Did members of the Ku Klux Klan hold a Trump-Pence banner during a march? No, that's not true: The photo has been doctored. The actual photo was taken in 2009, seven years before President Trump was elected.
America, I believe this is all you need to know about why you should vote Blue in 2020.
Users on social media saw this:
A link to the actual photo from Getty Images mentioned that the KKK march took place on July 11, 2009, in Pulaski, Tennessee. The banner actually read, "Fraternal White Knights of the Ku Klux Klan." Here is how Getty Images captioned the photo:
PULASKI, TN - JULY 11: Members of the Fraternal White Knights of the Ku Klux Klan participate in the 11th Annual Nathan Bedford Forrest Birthday march July 11, 2009 in Pulaski, Tennessee. With a poor economy and the first African-American president in office, there has been a rise in extremist activity in many parts of America. According to the Southern Poverty Law Center in 2008 the number of hate groups rose to 926, up 4 percent from 2007, and 54 percent since 2000. Nathan Bedford Forrest was a lieutenant general in the Confederate Army during the American Civil War and played a role in the postwar establishment of the first Ku Klux Klan organization opposing the reconstruction era in the South. (Photo by Spencer Platt/Getty Images)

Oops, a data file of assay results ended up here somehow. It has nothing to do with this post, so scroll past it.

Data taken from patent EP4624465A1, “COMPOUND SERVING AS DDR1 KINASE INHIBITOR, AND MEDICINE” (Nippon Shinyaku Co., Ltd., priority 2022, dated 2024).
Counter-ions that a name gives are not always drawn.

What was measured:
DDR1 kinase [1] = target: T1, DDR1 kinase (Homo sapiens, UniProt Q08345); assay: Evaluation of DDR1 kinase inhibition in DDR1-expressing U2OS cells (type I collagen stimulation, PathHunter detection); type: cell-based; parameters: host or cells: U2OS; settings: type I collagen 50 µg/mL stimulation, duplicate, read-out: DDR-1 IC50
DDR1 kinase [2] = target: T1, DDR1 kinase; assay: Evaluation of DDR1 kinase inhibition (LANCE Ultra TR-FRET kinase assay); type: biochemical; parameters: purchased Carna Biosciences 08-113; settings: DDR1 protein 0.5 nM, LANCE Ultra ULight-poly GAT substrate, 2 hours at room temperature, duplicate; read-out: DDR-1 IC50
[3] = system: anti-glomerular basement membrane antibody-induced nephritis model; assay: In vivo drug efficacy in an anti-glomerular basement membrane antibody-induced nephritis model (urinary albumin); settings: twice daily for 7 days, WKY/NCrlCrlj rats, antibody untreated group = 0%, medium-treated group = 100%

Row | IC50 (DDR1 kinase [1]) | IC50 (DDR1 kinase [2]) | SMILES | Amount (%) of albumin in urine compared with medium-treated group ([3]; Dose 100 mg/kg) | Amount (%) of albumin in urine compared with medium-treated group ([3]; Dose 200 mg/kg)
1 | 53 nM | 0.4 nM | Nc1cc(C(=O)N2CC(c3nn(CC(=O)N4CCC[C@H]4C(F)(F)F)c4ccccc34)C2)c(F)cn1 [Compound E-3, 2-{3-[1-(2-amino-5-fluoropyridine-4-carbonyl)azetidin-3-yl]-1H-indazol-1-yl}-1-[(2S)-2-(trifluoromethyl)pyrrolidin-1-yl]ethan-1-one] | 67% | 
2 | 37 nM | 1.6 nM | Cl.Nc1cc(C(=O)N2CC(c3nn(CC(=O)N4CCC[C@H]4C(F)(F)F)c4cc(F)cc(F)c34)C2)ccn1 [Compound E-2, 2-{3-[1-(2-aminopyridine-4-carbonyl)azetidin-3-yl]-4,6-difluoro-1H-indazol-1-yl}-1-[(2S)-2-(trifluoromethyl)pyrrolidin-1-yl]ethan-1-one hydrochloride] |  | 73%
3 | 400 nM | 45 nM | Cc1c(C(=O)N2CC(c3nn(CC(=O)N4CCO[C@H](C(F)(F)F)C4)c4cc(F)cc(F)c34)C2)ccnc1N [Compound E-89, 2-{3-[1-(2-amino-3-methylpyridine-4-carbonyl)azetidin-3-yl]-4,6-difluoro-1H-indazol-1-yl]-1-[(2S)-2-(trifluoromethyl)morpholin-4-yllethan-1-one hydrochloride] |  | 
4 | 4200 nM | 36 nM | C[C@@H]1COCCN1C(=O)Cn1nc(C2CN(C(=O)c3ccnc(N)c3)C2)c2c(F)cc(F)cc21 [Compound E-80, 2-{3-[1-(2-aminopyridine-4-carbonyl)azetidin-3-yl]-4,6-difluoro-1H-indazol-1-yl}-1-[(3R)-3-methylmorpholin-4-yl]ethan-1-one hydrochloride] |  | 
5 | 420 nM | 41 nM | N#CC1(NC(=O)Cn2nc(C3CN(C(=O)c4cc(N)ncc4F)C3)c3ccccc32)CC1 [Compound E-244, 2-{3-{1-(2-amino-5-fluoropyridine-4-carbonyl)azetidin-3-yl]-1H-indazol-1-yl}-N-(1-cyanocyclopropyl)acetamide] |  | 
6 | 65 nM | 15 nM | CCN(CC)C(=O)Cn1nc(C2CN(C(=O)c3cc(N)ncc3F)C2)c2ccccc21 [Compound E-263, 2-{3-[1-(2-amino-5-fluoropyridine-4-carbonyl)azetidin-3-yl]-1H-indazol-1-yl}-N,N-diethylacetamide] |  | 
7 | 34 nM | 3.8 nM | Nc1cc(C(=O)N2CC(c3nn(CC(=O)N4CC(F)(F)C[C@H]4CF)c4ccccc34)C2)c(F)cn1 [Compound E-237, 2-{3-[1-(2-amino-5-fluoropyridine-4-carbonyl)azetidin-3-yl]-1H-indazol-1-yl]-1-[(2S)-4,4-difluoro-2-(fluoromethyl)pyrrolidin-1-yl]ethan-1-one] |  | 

In the post making the rounds on social media, the Trump-Pence banner was superimposed over the real words using photo editing software.
The original post first surfaced in January 2020, according to Snopes. Truthorfiction.com reported that another version was being shared in February. However, they are all a hoax.